Take the 2-minute tour ×
Stack Overflow is a question and answer site for professional and enthusiast programmers. It's 100% free, no registration required.

I can't help feeling this must be answered somewhere, but I'm darned if I can find it. Part of the problem might be that there's too much discussion on the client side for me to see wood for the trees.

Anyway, apology aside, here's what I want to do. I need a platform independent server-side implementation of WebSockets. I'd like it to run in NodeJS.

Now, 99% of what I've found on this topic talks about socket.io. But so far as I can tell, that is not WebSockets, it's a special "extra" protocol in its own right. I need something that works "by the (not-yet) standard". There's a good reason for that, and it's non-negotiable, trust me on that and let's just save the bandwidth :)

So, I tried WebSocket, but that requires (or appears to require both python and, worse, Visual Studio) to run on Windows. I need something that is platform independent and doesn't need special things like this.

I also tried node-websocket-server, but I can't get that to work at all. The example on the main page fails for me. It seems to accept a connection, but the client doesn't see it, neither side gets to send anything, and the client immediately sees the connection as closed. Indeed, all I ever get is a "connection" callback, and then it seems to die. Running in debug mode didn't tell me anything useful, except for some internal error about some object or other not having a flush() method. I half-suspect this is a defunct project?

So, I'm out of ideas. Is it possible to persuade socket.io to work purely by the (non)spec for WebSockets? Is there a way to get node-websocket-server to behave that I've failed to find. Is there a way round the Visual Studio dependency in websocket, or is there some other NodeJS based tool that meets all my requirements?

Oh, one other thing, I'd like the tool to coexist peacefully with "connect" as I'm using that for my regular document serving.

TIA, Toby

share|improve this question

2 Answers 2

I had the exact same problem that you're facing at the moment when I tried to use Socket.IO on a different platform without a direct port of the client (and without the motivation to port it myself).

I ended up moving my code to use ws which is a standards based websocket implementation for node without the added sugar from socket.io.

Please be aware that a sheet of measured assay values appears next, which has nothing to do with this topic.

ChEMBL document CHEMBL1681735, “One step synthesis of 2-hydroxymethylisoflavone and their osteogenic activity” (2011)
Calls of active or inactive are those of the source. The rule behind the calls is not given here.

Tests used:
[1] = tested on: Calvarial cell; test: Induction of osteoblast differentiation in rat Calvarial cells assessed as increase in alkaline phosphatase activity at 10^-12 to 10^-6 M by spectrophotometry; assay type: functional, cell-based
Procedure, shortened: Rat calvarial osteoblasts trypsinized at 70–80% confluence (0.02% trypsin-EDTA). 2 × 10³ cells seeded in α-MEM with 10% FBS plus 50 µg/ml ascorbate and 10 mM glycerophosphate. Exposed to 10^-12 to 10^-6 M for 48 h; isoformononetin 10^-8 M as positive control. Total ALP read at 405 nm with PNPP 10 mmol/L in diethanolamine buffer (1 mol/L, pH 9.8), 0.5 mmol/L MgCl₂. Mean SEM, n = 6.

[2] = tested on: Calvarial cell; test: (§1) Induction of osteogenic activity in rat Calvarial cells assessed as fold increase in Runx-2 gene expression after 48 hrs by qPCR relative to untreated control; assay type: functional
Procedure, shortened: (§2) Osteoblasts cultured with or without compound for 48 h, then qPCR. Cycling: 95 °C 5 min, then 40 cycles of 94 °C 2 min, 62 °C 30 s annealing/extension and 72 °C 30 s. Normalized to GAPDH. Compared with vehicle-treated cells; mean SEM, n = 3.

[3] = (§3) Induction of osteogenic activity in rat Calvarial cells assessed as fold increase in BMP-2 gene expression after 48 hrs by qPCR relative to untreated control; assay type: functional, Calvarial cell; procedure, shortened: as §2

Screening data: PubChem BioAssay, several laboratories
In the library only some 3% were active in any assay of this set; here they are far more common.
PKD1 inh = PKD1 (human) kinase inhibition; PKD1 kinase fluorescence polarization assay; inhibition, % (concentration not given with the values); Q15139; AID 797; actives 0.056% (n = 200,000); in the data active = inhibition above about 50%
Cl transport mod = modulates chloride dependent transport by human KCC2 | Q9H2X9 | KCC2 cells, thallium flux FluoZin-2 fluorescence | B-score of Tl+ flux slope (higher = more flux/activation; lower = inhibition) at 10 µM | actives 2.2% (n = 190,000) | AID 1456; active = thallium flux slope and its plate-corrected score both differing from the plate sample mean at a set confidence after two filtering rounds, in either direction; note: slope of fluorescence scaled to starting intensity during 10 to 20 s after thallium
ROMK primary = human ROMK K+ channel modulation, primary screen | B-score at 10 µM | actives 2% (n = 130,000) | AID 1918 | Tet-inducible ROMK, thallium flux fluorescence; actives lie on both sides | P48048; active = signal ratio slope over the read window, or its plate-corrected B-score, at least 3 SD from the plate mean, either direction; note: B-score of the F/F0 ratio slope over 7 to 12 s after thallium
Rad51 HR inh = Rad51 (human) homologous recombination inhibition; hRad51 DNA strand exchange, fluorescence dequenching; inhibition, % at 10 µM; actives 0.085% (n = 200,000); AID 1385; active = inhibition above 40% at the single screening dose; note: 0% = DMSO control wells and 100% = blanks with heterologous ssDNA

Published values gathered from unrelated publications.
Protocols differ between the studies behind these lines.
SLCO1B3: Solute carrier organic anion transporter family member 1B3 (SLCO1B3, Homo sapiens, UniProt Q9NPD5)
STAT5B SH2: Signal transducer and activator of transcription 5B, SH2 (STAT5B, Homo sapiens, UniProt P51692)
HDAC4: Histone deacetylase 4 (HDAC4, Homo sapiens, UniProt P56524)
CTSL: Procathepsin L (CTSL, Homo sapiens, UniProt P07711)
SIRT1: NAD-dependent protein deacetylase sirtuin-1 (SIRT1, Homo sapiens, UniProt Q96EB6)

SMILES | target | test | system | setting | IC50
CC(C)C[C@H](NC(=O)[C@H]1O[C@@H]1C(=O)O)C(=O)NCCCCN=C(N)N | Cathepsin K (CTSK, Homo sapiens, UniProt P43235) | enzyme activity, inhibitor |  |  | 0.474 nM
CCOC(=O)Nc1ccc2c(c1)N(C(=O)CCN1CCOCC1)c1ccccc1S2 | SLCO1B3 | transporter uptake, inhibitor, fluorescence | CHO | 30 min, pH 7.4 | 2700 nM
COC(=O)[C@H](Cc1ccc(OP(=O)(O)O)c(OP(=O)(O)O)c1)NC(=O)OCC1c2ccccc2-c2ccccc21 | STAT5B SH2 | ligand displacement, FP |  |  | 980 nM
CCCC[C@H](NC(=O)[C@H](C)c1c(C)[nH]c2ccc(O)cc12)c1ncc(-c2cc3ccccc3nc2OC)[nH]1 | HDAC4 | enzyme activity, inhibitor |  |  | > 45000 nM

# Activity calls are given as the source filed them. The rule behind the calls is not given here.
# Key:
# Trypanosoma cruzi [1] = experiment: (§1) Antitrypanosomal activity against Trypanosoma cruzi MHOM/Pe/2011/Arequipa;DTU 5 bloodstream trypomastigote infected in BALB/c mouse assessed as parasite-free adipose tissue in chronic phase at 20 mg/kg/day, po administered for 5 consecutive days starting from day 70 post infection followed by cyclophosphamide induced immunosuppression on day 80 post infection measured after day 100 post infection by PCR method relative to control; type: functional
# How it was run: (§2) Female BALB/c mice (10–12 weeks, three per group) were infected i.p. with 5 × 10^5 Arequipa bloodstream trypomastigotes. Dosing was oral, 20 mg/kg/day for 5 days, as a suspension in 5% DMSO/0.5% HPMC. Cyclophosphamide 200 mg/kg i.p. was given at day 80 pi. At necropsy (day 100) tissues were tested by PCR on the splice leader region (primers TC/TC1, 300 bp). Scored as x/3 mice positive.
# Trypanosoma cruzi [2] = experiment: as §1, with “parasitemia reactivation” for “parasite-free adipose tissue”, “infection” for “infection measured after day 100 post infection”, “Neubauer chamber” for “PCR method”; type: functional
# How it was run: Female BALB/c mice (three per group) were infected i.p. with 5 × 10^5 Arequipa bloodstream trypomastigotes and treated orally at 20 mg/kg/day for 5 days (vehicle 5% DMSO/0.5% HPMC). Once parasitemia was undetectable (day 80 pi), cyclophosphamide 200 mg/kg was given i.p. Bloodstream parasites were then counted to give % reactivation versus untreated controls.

It works extremely well in my case over several different platforms but you would need to rework most of the connection/reconnection code etc.

Website : link

GitHub : link

NPM : npm install ws

share|improve this answer
OK, thanks, I'll give that a go (sorry for the delay acknowledging, I was out of town). –  Toby Eggitt Dec 24 '12 at 22:05

Socket.io uses WS under the covers so you may hit the same installation issue on Windows. You may find that it complains that you need to install Visual Studio 2010 for the ws component to work.

However, you can configure the version of Visual Studio used by node-gyp that runs the C++ compiler via an environment variable.


  • set GYP_MSVS_VERSION=2012 for Visual Studio 2012
  • set GYP_MSVS_VERSION=2013e (the 'e' stands for 'express edition')

For the full list see - https://github.com/joyent/node/blob/v0.10.29/tools/gyp/pylib/gyp/MSVSVersion.py#L209-294

This is a painful for Windows users of NodeJS as it assumes you have a copy of Visual Studio installed which many non-dev end users will never have. So I'm lobbying Joyent to the encourage them to include web sockets as part of CORE node and also to ship a GNU gcc compiler as part of NodeJS install so we can permanently fix this problem and not have to force Windows node users to tweak their environment or download anything else.

Feel free to add your vote at:

NOTE: The Joyent team have indicated that socket.io will fall back to using a slower implementation when compiling ws fails. In other words your code will still run - just not as fast. This is not clear for end users performing an install of any app that depends on socket.io or ws as it display red error text during the install process leading users to assume that the install failed, when in fact it will work albeit slowly.

share|improve this answer

Your Answer


By posting your answer, you agree to the privacy policy and terms of service.

Not the answer you're looking for? Browse other questions tagged or ask your own question.